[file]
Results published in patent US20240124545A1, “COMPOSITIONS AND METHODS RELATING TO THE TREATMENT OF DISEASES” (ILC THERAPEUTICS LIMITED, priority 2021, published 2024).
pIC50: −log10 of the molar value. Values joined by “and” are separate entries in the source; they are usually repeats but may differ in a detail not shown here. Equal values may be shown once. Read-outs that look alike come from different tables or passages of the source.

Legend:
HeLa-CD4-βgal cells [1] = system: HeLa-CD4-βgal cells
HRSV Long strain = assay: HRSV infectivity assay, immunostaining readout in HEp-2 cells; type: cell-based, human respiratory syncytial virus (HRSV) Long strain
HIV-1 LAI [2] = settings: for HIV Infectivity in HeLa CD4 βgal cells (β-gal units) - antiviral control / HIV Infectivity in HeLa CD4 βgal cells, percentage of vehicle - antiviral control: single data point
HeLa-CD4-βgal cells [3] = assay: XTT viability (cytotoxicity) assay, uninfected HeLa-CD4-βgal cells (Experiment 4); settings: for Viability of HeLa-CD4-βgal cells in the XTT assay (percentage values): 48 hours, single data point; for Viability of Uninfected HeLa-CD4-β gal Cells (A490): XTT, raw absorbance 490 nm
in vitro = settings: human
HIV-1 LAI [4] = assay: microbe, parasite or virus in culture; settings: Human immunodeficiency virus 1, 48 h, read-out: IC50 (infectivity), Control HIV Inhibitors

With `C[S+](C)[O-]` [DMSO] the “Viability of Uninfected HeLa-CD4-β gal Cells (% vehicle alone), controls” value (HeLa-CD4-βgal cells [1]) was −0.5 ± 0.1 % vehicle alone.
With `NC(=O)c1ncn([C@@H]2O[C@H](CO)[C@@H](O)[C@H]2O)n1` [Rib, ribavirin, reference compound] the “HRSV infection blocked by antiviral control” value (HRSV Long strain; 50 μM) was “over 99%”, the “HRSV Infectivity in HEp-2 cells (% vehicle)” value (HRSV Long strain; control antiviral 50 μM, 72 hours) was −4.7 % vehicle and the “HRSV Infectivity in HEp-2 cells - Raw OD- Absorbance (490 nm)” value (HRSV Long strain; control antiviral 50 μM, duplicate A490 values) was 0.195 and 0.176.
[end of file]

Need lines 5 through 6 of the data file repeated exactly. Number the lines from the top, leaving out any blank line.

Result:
HRSV Long strain = assay: HRSV infectivity assay, immunostaining readout in HEp-2 cells; type: cell-based, human respiratory syncytial virus (HRSV) Long strain
HIV-1 LAI [2] = settings: for HIV Infectivity in HeLa CD4 βgal cells (β-gal units) - antiviral control / HIV Infectivity in HeLa CD4 βgal cells, percentage of vehicle - antiviral control: single data point